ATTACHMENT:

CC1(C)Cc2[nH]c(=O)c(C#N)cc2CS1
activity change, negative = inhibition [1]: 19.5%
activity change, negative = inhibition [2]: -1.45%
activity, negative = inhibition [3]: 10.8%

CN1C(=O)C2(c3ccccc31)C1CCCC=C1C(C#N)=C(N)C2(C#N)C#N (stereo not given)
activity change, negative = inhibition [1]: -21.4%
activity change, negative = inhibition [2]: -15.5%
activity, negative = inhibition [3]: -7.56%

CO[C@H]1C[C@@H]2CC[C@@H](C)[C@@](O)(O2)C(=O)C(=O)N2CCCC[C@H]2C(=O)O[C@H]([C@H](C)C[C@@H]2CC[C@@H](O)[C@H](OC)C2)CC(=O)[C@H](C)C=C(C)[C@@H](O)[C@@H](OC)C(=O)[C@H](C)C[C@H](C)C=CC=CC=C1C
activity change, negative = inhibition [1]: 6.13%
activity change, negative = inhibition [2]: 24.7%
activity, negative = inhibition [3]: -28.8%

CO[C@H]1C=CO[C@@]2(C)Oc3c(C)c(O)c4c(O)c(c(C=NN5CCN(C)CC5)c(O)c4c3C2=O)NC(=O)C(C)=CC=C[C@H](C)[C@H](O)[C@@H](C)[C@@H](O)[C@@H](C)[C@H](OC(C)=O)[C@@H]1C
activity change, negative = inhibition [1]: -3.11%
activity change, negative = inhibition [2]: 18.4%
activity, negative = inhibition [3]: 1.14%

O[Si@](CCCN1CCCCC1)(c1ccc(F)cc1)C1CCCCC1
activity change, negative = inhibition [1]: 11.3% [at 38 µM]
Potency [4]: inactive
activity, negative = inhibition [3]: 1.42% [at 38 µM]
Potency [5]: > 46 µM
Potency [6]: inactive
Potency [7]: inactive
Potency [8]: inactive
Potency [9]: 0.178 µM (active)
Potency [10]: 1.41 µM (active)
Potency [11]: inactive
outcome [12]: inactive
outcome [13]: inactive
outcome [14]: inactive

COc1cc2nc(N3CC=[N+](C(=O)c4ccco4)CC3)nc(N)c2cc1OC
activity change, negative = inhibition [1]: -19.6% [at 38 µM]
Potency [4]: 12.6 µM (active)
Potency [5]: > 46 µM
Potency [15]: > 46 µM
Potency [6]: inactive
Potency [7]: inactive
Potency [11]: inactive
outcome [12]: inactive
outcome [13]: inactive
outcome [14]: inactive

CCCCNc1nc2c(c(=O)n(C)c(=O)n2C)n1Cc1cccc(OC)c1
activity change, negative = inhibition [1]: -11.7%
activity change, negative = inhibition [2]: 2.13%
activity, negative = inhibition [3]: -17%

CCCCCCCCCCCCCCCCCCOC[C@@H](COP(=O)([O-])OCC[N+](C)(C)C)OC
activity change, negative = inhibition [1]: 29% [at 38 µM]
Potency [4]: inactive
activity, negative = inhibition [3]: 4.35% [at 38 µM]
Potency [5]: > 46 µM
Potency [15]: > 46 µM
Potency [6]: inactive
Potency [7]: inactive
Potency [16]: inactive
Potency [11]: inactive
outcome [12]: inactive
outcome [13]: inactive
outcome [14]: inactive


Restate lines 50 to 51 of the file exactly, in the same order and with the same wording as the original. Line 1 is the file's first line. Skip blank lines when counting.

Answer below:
Potency [5]: > 46 µM
Potency [15]: > 46 µM